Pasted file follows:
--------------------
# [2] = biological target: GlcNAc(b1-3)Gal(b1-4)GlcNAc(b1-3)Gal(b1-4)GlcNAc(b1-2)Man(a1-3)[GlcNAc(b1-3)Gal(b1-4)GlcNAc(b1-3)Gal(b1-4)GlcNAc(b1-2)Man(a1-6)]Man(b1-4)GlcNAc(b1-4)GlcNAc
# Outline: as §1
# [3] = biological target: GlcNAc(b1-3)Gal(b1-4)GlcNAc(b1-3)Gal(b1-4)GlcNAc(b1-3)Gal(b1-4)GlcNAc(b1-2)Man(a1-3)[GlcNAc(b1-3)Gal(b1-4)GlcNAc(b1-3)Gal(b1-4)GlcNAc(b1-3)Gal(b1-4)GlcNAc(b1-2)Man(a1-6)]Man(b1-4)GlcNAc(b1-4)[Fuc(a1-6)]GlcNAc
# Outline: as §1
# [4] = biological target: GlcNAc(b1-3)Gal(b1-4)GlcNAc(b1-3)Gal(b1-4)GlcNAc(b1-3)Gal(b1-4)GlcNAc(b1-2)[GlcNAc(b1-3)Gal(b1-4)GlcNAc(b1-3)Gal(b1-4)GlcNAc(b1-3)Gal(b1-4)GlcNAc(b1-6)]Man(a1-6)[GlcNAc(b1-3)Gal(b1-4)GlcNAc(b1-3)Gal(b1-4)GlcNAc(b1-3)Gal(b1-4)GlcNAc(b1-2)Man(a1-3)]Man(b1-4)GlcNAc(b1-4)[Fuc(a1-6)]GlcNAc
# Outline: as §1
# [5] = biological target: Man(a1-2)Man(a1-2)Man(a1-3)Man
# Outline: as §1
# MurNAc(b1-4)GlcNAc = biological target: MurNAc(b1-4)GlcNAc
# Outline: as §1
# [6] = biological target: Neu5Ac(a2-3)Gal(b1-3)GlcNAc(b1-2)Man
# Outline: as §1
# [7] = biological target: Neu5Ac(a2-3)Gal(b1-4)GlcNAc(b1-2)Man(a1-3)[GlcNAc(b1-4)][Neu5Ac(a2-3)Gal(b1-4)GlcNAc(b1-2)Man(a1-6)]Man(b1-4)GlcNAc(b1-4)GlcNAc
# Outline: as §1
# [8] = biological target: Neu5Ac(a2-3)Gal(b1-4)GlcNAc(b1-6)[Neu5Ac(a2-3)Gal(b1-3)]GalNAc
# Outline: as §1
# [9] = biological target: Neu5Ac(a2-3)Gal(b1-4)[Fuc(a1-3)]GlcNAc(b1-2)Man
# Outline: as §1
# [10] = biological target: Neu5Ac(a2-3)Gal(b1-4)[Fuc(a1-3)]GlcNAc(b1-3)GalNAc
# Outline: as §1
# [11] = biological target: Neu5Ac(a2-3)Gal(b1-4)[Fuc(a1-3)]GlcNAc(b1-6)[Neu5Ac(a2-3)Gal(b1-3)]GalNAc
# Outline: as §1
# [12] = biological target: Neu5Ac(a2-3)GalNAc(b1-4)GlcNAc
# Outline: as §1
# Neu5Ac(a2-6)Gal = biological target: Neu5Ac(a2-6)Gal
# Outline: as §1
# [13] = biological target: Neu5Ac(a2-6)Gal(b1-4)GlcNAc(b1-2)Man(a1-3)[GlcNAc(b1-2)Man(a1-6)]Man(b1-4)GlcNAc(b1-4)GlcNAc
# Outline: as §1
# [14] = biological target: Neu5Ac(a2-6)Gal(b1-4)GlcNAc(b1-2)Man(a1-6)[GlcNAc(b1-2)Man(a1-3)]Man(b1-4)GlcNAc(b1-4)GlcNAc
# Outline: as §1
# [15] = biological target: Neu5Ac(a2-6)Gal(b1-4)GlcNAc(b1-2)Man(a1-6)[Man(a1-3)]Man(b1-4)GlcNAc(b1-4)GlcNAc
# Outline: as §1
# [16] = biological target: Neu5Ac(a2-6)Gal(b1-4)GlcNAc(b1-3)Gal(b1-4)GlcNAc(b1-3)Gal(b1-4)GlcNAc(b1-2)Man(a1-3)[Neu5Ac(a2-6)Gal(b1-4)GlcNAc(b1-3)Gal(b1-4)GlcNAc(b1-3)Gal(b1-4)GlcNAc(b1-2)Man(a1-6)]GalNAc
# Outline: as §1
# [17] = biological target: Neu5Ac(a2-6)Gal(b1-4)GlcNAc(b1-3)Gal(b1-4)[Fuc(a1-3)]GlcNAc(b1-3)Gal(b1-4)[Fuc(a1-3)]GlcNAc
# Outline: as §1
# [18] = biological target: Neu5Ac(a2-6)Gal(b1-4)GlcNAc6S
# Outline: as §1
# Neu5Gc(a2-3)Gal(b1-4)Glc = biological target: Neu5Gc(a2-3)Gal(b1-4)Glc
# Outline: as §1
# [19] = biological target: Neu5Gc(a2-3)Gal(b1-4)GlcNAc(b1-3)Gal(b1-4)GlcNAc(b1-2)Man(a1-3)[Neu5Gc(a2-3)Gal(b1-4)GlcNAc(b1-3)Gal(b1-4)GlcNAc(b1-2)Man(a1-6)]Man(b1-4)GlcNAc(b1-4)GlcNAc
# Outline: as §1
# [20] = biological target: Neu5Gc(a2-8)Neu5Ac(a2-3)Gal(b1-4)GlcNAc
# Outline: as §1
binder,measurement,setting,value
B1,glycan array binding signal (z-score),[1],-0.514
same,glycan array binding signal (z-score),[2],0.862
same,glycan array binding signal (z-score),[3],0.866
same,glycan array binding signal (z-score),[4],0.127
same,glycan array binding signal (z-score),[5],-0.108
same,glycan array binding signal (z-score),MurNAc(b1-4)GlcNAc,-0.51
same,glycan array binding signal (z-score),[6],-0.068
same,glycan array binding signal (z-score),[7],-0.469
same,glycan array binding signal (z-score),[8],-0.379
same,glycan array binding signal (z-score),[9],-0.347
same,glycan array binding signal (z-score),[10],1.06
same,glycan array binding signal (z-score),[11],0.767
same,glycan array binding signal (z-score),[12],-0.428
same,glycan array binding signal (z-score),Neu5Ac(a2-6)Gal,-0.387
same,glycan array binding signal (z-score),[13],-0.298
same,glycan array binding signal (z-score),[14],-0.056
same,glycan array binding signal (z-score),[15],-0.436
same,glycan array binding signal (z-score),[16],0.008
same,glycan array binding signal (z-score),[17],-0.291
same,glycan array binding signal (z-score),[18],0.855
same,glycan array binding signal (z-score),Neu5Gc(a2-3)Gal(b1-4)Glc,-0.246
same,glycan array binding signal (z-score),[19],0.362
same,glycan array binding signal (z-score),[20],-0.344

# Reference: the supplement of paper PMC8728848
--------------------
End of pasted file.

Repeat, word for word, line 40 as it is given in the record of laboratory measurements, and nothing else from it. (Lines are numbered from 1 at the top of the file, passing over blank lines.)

# Outline: as §1